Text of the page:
Our economy consists of both goods and services. Traditionally, design has focused on one, not the other. Laura Forlano talks to leading practitioners in this emerging field.
what is service design
David Giles discusses the findings and implications of a recently launched report on the economic impact and potential of the architecture and design sectors in New York City.
A new undergraduate major in urban design prompts us to sketch a history of urban design education and to discuss its future with the new program's director, Victoria Marshall.
Bruce Barrett, the chief architect at New York City's School Construction Authority, explains how design processes and education policy feed into the creation and maintenance of inspiring spaces for learning.
Alfred Zollinger talks about the role of design / build programs in architectural education, sharing recent renovations, designed and built by students, to the Highbridge Pool and Recreation Center.
Lisa Chamberlain explores the Forum for Urban Design's interdisciplinary design competition that aims to make Red Hook the most bicycle-friendly neighborhood in New York City.
STEW-MAP plots the experience of more than 600 caretaker groups ranging in size and scope from informal block associations to national membership organizations.
In 1987, the League launched a design study to examine the potential of small-scale infill housing to contribute to the city’s affordable housing portfolio. We look back at what was proposed, and what was built instead.
What if sewers no longer overflowed when it rained? Kate Zidar talks about designing for stormwater management and why it is crucial to our health, our waterways and our city.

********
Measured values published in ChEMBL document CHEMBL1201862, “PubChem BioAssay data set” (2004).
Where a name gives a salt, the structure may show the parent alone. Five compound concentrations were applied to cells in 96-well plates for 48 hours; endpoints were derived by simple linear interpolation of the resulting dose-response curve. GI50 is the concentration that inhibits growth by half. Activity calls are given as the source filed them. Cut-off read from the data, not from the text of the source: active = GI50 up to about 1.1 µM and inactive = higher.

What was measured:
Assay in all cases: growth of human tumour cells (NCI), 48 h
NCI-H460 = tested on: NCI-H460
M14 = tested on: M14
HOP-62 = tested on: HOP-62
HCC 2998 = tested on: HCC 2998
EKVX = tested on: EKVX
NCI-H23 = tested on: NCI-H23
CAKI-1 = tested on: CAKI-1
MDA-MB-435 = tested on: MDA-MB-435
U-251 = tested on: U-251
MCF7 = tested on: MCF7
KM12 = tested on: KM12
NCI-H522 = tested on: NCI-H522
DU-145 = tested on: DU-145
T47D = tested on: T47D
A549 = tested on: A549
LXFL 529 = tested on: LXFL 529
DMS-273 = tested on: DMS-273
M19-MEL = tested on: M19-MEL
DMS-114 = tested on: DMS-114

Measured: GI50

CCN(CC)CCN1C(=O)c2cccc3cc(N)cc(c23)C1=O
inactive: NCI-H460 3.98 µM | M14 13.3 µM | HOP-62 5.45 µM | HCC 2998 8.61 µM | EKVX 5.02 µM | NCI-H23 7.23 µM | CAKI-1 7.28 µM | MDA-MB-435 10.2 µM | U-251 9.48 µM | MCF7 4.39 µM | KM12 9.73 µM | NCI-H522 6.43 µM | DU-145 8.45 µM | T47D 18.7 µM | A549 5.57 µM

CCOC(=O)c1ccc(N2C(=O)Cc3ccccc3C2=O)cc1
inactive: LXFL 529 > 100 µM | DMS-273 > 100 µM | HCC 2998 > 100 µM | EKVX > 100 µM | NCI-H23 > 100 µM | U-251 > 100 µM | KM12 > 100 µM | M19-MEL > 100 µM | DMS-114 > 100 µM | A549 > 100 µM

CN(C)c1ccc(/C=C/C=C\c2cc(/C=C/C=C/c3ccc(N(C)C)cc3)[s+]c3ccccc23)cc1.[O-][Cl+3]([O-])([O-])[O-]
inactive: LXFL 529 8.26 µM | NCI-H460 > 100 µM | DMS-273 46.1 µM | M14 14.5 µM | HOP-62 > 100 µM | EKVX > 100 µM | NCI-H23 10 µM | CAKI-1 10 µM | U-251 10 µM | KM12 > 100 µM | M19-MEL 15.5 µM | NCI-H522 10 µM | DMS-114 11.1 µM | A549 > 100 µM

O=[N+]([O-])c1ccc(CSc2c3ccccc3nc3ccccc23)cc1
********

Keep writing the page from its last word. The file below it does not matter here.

Daniel D'Oca shares student work that proposes creative ways to improve seniors' comfort, mobility, safety, and happiness to support aging in place.
The director of an MTA program to bring visual art and performance to New York City's public transportation system talks about activating spaces of infrastructure, improving rider experience and harnessing the power of public art.
In the latest installment of their Crisis Fronts degree project, Michael Chen and Jason Lee ask students to use the specific urban challenges of the Bronx to investigate the intersection between public policy and speculative design.
Transportation engineer Henry Perahia discusses his 15 years as the DOT Chief Bridge Officer and sheds light on what it takes to design, construct, and maintain 789 City-owned bridges.
People returning to city life after time in prison will soon be able to find help at some branch libraries. How can designers help librarians create life-saving connections?
Fashion designer Yeohlee Teng and architect Joerg Schwartz discuss their involvement in an initiative to demonstrate the importance of the fashion industry to New York City, and to preserve and strengthen the efficiencies and vitality of its core.
Nandini Bagchee shares her students' work to forge an equal exchange with activists fighting for community space in the South Bronx, in a studio where designers became advocates and advocates became designers.
In 1979, Trenton established what was thought to be a new housing paradigm. Why has it never been imitated?
Rachel Abrams breaks down the actors, information and knowledge behind the routine experience of taking a NYC taxi, and explains how design thinking can benefit urban systems.
Damon Rich shares how the design and programming of Newark's Riverfront Park honors decades of local struggles around equity and identity.
Two new elegant waterfront firehouses prompt a closer look at the Fire Department's Marine Operations unit, its unique architectural needs, cultural significance and essential function as part of the complex system of services that keeps the city safe.